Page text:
Of course, just because you have a tip and the time to take it doesn't mean finding the bird will be easy. Recently I learned about a varied thrush visiting Utah County just a few miles from my home, and I was eager to see the bird, since they don't appear in Utah that frequently. Every tip I read noted how the bird was near the paved pathway and how the location was easy to find, so I set out with high hopes for some easy and rewarding birding.
The location was easy to find, but only if you're familiar with the trail system it was on. I walked around a superfluous part of the path for nearly half an hour before getting onto the right loop to find the abandoned pump house, next to which the varied thrush was apparently happy to forage regularly. Once I got to that pump house (which is in the photo if you look hard enough), however, I realized it wouldn't be an easy sighting - the brush was so thick and tangled that it was only possible to see small patches of ground, and it took great patience to wait long enough for the bird to forage in just the right spot and at just the right angle for a positive view. Fortunately I had another birder attempting the same task, and together we were able to spot the varied thrush - a beautiful male bird with bold colors and industrious behavior - and I added another lifer to my list.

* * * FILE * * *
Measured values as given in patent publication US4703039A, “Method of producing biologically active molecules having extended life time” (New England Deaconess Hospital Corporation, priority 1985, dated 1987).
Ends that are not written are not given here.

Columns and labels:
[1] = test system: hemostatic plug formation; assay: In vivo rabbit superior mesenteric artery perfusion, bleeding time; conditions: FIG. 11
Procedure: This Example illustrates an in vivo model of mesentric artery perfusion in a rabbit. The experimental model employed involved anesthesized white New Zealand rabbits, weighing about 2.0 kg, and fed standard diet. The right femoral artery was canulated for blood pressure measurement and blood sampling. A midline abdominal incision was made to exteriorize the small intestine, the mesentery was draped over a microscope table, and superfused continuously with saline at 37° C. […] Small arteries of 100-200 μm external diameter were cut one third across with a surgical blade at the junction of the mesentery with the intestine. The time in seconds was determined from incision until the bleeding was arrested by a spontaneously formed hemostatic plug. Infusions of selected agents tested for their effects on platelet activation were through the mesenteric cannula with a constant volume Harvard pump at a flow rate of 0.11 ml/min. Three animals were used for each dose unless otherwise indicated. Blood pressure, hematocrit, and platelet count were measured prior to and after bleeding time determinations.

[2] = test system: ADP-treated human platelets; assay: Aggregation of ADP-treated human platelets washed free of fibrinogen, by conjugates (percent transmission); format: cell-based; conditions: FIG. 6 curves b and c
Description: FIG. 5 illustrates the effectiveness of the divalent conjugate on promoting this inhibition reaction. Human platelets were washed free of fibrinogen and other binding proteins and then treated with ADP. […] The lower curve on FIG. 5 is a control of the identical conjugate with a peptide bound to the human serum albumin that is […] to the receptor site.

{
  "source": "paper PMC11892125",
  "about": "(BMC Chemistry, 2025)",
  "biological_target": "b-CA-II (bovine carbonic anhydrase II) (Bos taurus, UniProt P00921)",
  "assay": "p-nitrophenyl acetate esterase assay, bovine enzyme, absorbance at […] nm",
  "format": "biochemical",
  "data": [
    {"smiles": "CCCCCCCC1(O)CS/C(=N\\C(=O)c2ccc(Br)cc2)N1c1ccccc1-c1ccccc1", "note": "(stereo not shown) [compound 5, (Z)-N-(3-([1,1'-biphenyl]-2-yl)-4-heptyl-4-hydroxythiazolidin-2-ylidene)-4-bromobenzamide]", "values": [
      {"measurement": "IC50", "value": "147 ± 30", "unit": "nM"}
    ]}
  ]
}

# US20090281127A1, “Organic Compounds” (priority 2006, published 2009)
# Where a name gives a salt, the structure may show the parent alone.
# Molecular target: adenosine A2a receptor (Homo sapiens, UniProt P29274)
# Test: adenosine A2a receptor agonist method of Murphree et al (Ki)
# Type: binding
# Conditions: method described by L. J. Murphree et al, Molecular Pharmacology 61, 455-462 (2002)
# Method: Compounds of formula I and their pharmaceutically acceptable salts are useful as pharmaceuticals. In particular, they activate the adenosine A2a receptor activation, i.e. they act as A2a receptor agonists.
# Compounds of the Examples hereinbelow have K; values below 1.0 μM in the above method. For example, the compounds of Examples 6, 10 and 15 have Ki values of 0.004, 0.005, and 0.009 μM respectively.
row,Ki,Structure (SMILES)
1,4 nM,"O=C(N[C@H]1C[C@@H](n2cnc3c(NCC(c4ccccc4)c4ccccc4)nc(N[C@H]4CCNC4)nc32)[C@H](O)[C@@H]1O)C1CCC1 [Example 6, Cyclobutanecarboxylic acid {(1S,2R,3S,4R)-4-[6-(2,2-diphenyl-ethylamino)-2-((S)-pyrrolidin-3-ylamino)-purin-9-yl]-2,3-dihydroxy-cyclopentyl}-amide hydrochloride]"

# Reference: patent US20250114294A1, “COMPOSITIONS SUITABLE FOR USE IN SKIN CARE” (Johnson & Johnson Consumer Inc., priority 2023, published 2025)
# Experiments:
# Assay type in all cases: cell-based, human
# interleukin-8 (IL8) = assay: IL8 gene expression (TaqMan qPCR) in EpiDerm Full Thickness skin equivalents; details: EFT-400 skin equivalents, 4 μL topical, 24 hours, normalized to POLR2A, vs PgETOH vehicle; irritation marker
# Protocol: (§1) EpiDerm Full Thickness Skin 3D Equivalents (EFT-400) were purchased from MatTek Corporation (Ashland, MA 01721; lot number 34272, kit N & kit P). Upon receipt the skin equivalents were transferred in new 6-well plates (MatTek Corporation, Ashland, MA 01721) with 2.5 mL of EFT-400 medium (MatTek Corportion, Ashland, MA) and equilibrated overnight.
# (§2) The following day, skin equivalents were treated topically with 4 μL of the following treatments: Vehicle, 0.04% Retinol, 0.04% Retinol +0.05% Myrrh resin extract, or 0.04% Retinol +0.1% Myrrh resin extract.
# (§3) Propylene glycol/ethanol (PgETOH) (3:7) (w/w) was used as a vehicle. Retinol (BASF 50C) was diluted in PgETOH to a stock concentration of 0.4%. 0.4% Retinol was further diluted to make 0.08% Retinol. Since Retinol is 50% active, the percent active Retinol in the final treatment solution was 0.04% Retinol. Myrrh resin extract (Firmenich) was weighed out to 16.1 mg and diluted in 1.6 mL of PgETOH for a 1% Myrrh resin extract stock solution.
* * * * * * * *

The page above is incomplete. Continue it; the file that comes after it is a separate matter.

Even with modern technologies, high power optics, and the best foreknowledge, it can still be a challenge to find new birds. That challenge is what keeps us going into the field, hopeful and watchful, waiting for the next sighting.